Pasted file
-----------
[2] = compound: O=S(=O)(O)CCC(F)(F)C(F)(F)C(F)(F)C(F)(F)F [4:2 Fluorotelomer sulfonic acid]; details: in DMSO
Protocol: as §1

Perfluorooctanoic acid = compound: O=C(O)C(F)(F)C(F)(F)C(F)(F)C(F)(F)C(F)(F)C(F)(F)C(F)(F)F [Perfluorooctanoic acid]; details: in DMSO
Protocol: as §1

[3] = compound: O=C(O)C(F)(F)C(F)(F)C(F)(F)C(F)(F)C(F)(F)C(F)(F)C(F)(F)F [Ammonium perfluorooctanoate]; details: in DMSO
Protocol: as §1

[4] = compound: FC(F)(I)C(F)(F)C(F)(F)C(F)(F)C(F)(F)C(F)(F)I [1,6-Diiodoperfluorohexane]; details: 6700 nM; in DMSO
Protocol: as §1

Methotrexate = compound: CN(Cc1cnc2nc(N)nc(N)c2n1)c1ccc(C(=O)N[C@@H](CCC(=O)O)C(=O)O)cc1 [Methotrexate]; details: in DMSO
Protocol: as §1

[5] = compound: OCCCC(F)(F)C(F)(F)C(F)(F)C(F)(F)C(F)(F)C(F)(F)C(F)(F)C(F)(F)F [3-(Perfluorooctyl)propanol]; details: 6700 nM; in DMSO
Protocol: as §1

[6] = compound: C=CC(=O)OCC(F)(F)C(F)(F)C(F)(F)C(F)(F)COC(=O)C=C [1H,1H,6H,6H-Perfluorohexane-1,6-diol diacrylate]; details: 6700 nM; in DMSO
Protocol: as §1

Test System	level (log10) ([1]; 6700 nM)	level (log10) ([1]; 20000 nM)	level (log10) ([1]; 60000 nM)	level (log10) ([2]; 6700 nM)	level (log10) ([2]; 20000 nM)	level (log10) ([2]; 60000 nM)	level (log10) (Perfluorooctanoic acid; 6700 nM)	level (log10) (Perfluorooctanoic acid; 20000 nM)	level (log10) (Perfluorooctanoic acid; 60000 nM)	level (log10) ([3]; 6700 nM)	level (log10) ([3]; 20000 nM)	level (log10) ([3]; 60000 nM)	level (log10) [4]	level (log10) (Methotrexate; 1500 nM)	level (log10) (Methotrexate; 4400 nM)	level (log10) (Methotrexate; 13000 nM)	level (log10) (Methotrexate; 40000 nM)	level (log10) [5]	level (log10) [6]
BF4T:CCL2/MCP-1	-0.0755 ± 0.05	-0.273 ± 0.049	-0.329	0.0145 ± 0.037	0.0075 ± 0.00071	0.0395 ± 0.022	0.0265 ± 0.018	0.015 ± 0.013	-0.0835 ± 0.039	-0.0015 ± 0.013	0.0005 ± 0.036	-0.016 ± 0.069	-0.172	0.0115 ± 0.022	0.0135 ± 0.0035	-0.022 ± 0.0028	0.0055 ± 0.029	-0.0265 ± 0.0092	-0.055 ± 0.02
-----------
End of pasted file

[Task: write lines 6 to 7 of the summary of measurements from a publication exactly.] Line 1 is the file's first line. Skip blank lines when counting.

Protocol: as §1

[4] = compound: FC(F)(I)C(F)(F)C(F)(F)C(F)(F)C(F)(F)C(F)(F)I [1,6-Diiodoperfluorohexane]; details: 6700 nM; in DMSO